Regeneron Pharmaceuticals and Society for Science & the Public concluded this year’s national Science Talent Search, a contest which since it’s founding in 1942 has seen participation by thirteen future Nobel Prize winners. This year, at a black tie gala in Washington, D.C., finalist Skyler Jones of Ossining found out that she made this year’s Top Ten.
Jones’ project, Large Polaron Formation as a Charge Carrier Protection Mechanism in MAPbBr3 and CsPbBr3 Perovskite Crystals, identified key elements in the atomic structure of crystals that make them highly efficient semiconductors, and suggested replicating these properties could lead to cheaper, more efficient solar cells. This project won Jones Eighth Place, and with it a prize of $60,000.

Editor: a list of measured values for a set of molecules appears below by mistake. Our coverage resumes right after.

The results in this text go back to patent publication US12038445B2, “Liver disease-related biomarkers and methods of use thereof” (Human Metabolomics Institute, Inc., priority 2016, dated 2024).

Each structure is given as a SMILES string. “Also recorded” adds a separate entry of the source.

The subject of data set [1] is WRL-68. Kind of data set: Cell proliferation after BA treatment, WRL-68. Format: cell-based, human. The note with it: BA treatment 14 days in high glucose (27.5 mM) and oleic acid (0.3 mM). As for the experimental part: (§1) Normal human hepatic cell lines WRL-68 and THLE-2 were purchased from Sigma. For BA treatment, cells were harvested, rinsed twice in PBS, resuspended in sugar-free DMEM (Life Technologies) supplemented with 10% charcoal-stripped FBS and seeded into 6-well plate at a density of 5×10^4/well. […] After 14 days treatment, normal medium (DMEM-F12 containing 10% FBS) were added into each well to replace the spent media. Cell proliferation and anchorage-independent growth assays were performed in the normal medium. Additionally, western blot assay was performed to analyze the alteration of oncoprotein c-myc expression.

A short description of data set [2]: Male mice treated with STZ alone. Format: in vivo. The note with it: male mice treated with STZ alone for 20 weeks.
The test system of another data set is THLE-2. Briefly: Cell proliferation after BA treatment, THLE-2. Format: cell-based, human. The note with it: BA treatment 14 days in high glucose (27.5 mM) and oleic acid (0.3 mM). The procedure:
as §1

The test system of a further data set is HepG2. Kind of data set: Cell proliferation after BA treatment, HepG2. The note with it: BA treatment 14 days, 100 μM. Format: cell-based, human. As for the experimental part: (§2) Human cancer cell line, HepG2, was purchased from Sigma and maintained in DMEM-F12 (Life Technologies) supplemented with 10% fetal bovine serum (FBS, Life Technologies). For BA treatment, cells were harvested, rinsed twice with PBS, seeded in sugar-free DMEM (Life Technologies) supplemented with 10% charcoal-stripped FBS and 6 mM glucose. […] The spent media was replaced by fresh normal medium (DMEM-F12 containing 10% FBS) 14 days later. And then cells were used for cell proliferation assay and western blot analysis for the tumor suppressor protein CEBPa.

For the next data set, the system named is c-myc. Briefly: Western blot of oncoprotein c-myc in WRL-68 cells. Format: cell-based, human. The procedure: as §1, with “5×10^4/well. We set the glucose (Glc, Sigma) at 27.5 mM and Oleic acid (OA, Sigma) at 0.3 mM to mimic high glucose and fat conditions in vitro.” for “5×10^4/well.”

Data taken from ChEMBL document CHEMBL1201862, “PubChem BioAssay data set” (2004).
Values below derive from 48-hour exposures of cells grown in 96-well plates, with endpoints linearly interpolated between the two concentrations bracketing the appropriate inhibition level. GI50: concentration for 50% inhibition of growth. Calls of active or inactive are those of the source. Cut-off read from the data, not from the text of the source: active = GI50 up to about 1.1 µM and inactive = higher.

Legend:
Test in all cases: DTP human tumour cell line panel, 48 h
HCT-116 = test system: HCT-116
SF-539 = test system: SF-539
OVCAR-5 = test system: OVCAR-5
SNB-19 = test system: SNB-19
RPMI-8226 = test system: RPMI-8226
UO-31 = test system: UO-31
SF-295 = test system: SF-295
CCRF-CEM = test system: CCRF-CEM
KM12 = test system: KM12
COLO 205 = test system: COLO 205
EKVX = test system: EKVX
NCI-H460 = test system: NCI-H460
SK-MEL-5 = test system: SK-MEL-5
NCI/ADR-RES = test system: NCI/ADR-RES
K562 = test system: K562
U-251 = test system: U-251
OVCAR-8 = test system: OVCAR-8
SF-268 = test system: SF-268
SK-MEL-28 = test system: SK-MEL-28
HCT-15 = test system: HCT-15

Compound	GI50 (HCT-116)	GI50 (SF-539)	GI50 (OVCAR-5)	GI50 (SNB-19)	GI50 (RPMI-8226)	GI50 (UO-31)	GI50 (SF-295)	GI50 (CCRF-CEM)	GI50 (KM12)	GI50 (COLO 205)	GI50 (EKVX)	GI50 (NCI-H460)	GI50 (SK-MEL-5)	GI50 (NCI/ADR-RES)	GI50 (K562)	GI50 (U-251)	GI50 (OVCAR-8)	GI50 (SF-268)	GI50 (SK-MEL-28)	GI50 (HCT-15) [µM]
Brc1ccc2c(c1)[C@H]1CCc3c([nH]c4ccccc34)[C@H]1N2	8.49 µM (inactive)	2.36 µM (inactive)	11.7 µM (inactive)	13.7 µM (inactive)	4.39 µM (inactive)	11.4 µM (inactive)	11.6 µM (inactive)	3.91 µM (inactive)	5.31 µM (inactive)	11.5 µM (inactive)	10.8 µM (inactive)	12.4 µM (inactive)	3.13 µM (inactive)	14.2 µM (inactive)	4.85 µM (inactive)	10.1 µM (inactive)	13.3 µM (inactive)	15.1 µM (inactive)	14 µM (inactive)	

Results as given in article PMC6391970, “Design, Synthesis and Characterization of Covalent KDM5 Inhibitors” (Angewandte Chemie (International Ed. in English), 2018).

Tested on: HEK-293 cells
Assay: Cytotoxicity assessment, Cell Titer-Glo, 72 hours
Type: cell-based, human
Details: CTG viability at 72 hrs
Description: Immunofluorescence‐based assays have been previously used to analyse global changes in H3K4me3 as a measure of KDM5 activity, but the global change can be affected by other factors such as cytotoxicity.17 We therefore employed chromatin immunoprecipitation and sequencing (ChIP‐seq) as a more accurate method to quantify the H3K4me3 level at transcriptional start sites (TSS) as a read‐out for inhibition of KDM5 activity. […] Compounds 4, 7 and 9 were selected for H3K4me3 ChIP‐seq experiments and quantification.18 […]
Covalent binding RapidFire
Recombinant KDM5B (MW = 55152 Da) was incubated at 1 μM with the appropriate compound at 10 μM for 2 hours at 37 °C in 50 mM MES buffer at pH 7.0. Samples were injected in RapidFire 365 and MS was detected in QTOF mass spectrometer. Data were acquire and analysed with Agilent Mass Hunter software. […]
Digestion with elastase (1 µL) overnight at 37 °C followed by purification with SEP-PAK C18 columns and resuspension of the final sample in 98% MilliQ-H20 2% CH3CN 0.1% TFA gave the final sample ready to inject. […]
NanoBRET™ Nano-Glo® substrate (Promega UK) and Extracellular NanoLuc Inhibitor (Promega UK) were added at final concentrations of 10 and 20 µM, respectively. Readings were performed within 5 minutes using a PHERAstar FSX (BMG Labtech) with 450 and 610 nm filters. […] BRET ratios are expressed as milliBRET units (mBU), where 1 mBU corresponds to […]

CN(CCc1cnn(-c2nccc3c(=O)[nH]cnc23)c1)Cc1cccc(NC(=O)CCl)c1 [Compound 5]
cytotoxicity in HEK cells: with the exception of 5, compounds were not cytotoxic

“Now more than ever the world needs brilliant young minds like Skyler’s to continue to develop more effective and less expensive sources of energy,” said Maya Ajmera, President and CEO of Society for Science & the Public, and publisher of Science News.
Jones, 17, previously co-authored a paper published in the journal Science Advances. She is a also member of the Ossining High varsity track and swim teams, works at the Ossining Library, and co-captains a Relay for Life Team.